There are hardly any proper villains, the monster of the week from episode one being reused for the finale really shows how thing they stretched this rogues gallery.

Let’s break down the ‘classic’ villains we saw this series;
– Hunter who collects teeth.
– Empire of hunter who collects teeth.
– A racist man from the future.
– Big business.
– A hungry frog-thing.
– Racist men.
– A cleaning bloke.
– Evil mud.
– A magic frog + moths + a bad father.
– Hunter who collects teeth, again.

The side characters have on the whole been dire, only Lee Mack showing anything close to the levels we’ve got used to over the last ten series of stories. Even the bunch of weirdos from “Love and Monsters” had more charm than this lot. Even characters who are giving their dying final breaths fail to show any kind of interest during some of the episodes.

I can’t decide what the worst moment of the show is so far, this must be close.

To rank the episodes;
1. Kerblam! – Feels like an old episode of new-Who, although only a middle-tier episode old new-Who.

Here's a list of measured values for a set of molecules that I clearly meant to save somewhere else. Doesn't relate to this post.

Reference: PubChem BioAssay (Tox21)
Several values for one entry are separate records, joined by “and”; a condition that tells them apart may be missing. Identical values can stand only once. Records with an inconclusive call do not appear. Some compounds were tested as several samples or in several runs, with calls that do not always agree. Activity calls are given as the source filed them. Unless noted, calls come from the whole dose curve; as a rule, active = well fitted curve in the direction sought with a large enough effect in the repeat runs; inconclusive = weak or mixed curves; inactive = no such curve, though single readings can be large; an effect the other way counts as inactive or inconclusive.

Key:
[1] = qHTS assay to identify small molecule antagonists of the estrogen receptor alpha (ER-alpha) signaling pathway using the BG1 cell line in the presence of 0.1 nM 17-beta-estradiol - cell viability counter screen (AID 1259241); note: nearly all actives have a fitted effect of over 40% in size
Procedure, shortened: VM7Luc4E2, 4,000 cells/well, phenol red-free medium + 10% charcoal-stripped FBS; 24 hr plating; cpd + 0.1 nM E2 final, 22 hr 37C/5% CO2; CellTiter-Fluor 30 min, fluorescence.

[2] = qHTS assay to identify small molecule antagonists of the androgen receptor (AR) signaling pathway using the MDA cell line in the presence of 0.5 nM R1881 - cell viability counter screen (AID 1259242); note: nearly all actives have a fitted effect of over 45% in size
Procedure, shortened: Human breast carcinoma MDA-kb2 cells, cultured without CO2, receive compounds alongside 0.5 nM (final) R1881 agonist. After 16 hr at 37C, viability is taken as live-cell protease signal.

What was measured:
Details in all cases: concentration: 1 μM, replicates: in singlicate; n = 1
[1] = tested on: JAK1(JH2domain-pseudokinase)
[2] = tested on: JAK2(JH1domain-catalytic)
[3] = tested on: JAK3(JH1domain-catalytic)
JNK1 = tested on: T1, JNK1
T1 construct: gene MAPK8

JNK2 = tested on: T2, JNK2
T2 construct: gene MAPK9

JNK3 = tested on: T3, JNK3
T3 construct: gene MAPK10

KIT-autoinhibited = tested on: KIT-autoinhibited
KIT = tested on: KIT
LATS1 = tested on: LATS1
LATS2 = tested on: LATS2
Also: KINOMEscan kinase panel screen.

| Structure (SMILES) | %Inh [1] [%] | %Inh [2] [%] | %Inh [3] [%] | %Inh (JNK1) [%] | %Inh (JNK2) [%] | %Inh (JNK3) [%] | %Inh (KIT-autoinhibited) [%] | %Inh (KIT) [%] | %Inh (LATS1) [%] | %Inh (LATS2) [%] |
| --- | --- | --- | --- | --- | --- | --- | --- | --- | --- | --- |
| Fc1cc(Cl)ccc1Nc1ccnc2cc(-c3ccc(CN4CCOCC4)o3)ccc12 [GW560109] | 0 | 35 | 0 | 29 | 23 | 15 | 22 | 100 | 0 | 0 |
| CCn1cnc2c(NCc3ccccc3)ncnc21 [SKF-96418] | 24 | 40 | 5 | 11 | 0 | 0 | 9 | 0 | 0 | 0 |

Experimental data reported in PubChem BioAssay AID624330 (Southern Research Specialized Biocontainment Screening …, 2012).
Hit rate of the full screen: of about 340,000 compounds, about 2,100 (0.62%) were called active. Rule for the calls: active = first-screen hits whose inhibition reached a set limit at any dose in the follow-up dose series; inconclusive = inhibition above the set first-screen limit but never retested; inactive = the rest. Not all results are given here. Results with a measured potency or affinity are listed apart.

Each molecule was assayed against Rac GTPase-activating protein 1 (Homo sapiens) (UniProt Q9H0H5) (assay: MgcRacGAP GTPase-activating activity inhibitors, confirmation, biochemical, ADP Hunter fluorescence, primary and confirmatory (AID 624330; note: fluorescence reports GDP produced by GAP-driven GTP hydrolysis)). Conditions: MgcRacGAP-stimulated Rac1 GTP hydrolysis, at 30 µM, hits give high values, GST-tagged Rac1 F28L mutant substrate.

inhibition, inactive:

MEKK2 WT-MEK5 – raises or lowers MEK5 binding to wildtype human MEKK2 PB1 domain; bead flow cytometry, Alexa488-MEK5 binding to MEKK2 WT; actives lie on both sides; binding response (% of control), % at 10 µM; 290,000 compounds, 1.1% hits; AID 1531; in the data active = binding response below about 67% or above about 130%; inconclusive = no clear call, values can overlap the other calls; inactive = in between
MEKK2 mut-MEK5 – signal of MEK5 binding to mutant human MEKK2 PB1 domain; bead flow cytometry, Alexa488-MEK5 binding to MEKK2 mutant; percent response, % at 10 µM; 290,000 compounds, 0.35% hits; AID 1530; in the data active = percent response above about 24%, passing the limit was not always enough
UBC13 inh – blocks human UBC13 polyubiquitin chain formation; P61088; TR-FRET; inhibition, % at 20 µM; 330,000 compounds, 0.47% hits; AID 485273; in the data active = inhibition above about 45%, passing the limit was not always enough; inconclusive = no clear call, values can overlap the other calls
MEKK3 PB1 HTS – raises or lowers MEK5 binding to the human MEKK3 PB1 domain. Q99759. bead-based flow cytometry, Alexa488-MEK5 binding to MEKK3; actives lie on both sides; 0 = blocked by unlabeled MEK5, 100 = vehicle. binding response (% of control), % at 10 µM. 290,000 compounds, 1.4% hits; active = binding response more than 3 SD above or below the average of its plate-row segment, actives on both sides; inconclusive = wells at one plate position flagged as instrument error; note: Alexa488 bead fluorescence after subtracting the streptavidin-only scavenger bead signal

2. The Woman Who Fell to Earth – A safe start and a return to proper death in Who for civilians.
3. Rosa – Could have been amazing, but they didn’t tackle the time elements well. Graham should have been the bus driver.
4. The Witchfinders – Alan Cumming is great, everyone else isn’t.
5. It Takes You Away – Feels like Douglas Adams, four good ideas in an episode that doesn’t explore any of them enough.
6. Arachnids in the UK – Rubbish, but it tried.
7. The Battle of Ranskoor Av Kolos – Tim Shaw is no threat.
8. Demons of the Punjab – Nothing happens, but in India.
9. The Tsuranga Conundrum – Nothing happens, but in Space.
10. The Ghost Monument – Only works as a follow up from one, no real plot here on it’s own. Nothing happen in a desert. Very pretty though.

The Future

I like Jodie. I like Graham. I like Ryan, and I don’t hate Yaz’s actress, but we need a better showrunner. Daleks are back at New Years, going against his promises that there would be no returning monsters – clearly they are out of new ideas already. It’s sad to say there’s only about three good episodes in this entire series, it used to be that a series of Who was rubbish because it had three bad ones, how times change.

New Years better be great, because you’ve already lost yourself the audience from  Christmas Day who would watch it without thinking.

Published by James Sumner

Writer, reviewer & journalist. BA: Multimedia Journalism. MA: PR & Digital Comms.